Burns’ mission took place in the same month US national security adviser Jake Sullivan met Wang Yi, China’s top foreign policy official, in Vienna. The White House did not announce that meeting until it had concluded. Burns’ trip was also the highest-level visit to China by a US official since deputy secretary of state Wendy Sherman went to Tianjin in July 2021.
Biden has on several occasions asked the CIA director to conduct delicate missions, at home and overseas. Burns travelled to Moscow in November 2021 to warn Russian officials not to invade Ukraine.
Several people familiar with the situation said Biden last year sent Burns to Capitol Hill in an effort to persuade then House Speaker Nancy Pelosi not to travel to Taiwan. The White House has been trying to kick-start exchanges with China after a particularly turbulent period that started in February when a suspected Chinese spy balloon flew over North America.
The incident derailed an effort to set “a floor” under the relationship that Biden and Chinese president Xi Jinping had agreed was necessary when they met at the G20 in Bali in November. Biden last month said he expected an imminent “thaw” in relations without providing any detail.
Burns travelled to China before Biden made the comment at a G7 summit in Hiroshima. “As both an experienced diplomat and senior intelligence official, Burns is uniquely placed to engage in a dialogue that can potentially contribute to the Biden administration’s objective of stabilising ties and putting a floor under the relationship,” said Bonnie Glaser, a China expert at the German Marshall Fund.
Paul Haenle, a former top White House China official, said one advantage of sending Burns was that he was respected by Democrats and Republicans and also well known to Chinese officials. “They know him as a trusted interlocutor. They would welcome the opportunity to engage him quietly behind the scenes,” said Haenle, now director of the Carnegie China think-tank. “They will see a quiet discreet engagement with Burns as a perfect opportunity.”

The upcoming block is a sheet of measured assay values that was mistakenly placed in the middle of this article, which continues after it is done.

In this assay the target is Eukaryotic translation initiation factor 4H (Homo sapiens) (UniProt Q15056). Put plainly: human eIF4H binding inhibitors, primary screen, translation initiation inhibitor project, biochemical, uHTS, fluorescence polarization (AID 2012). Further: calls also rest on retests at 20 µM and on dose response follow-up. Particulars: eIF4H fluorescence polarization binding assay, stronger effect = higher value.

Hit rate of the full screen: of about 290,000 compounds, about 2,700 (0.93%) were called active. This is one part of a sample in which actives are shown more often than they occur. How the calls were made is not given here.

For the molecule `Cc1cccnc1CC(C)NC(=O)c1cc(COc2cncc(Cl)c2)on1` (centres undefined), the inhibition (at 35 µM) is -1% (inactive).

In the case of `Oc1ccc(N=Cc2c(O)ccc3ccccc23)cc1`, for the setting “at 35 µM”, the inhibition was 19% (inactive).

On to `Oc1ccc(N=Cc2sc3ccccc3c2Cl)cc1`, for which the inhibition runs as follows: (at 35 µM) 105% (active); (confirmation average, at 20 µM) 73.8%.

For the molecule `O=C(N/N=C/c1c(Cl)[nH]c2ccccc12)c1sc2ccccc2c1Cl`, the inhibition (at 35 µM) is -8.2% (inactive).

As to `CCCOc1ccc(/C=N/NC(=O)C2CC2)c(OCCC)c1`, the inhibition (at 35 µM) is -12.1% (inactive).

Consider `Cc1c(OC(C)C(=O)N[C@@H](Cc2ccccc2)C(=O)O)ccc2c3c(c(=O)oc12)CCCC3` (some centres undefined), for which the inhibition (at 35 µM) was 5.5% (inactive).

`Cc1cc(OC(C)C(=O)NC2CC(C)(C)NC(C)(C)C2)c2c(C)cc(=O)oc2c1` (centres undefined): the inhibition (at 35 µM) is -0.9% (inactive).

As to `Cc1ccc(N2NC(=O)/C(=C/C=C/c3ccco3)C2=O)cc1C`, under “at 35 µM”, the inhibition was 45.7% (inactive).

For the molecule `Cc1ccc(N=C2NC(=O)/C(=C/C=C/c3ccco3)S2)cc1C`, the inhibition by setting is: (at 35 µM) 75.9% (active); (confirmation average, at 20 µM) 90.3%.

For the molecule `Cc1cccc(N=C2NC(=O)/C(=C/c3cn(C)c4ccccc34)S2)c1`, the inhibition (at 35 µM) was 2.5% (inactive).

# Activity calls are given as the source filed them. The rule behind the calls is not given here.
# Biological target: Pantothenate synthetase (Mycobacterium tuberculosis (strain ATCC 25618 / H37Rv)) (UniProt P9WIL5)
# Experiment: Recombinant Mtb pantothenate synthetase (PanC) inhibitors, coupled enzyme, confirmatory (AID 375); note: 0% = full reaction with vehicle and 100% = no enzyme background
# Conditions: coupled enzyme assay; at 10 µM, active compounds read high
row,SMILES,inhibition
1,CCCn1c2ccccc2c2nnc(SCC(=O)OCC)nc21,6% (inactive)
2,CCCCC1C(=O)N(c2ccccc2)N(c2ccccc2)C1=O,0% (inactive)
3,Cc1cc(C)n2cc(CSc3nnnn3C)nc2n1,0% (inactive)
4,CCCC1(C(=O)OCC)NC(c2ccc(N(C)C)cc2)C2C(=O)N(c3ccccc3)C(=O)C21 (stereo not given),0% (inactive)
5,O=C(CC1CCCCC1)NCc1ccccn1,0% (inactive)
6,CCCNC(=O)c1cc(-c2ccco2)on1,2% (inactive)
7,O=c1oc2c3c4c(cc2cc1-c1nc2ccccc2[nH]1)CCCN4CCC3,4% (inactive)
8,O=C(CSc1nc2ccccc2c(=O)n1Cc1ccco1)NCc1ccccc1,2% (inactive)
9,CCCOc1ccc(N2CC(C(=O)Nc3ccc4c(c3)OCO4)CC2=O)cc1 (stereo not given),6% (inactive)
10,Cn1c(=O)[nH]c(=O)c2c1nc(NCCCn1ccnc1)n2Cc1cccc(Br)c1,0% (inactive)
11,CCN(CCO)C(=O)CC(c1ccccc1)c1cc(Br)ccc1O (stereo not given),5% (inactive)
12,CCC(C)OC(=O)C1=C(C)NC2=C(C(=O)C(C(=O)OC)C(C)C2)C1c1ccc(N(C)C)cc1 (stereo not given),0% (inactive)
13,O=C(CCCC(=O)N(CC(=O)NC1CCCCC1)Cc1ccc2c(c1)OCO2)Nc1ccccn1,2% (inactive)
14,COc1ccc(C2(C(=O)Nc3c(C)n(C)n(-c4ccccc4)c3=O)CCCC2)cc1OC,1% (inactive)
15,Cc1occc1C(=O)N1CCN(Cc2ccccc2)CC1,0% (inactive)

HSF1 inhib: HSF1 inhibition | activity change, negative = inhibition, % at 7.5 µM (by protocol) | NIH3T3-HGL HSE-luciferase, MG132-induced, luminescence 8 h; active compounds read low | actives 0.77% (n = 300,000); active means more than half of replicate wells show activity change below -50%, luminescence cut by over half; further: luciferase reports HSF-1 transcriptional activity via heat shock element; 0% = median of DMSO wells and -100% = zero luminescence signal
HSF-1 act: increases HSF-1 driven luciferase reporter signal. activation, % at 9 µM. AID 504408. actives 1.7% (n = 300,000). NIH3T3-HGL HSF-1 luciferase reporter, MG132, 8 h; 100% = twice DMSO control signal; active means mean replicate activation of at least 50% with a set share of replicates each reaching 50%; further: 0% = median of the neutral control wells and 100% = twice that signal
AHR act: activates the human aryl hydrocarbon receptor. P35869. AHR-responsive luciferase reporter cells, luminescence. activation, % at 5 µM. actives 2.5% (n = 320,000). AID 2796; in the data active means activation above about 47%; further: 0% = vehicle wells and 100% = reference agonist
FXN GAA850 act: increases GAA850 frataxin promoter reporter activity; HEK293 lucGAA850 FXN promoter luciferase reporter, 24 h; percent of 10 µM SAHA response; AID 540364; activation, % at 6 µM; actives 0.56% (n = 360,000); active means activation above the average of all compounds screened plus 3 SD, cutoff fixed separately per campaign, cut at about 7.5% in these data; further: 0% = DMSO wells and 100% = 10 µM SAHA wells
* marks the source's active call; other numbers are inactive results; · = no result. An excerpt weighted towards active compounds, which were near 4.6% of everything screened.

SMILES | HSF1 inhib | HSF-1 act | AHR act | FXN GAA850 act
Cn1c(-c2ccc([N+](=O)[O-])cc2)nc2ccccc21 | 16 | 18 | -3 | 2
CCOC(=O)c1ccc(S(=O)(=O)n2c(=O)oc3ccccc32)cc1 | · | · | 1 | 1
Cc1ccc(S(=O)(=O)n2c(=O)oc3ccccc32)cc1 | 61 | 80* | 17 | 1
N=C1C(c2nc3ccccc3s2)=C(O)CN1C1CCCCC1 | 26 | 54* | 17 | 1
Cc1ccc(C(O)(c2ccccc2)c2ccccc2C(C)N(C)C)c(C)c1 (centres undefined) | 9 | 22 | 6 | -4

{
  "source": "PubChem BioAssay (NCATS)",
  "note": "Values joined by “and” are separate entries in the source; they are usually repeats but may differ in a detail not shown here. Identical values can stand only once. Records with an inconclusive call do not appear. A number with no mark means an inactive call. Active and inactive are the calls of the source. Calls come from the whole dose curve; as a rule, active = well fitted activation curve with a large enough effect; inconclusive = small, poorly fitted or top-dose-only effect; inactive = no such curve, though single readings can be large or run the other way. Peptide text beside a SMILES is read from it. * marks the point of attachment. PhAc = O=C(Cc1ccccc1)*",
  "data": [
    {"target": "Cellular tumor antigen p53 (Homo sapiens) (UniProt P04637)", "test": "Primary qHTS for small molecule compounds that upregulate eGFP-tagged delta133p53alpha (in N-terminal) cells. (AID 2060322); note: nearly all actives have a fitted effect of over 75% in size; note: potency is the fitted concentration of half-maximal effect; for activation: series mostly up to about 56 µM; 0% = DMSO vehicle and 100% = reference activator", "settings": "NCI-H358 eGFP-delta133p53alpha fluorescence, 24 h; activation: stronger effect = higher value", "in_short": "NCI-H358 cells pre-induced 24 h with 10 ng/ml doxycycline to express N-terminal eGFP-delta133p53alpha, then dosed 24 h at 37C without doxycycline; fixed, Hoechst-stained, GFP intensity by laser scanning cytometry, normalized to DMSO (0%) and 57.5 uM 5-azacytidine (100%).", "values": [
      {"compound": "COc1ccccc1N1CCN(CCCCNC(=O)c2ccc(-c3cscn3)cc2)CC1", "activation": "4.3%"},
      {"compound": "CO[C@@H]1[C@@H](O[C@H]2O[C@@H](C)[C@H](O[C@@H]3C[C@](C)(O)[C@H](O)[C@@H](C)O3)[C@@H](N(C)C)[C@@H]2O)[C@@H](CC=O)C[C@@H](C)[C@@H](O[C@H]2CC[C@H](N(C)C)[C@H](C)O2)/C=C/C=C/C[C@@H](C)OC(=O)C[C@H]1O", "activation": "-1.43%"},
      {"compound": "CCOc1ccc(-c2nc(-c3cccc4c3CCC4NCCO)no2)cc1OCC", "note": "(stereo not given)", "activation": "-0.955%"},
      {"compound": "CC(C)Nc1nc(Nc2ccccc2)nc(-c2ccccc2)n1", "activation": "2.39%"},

While Burns is widely viewed as one of the most trusted figures in the US government, his trip continues a tradition of CIA directors being used for sensitive missions. “CIA directors have a long history of secret diplomacy. They are able to travel in complete secrecy and often have strong relationships with the host intelligence services built over time,” said Dennis Wilder, a former CIA China expert who also served as the top White House Asia official during the George W Bush administration.
The US has been trying to resurrect a trip to China that secretary of state Antony Blinken abruptly cancelled over the balloon incident, but Beijing has so far refused to give it a green light. Chinese defence minister Li Shangfu has also refused to meet US defence secretary Lloyd Austin in Singapore this weekend because Washington has refused to lift sanctions on him. The two men are attending the Shangri-La Dialogue security conference where they are slated to give speeches.
While the two ministers were not expected to have a formal meeting, the Pentagon said they “spoke briefly” at the opening dinner of the forum, which is held by the International Institute for Strategic Studies. “The two leaders shook hands, but did not have a substantive exchange,” the Pentagon said.
BRICS meet with ‘friends’ seeking closer ties amid push to expand bloc
Senior officials from over a dozen countries including Saudi Arabia and Iran were in talks on closer links with the BRICS bloc of major emerging economies as it met to deepen ties and position itself as a counterweight to the West, informs Reuters.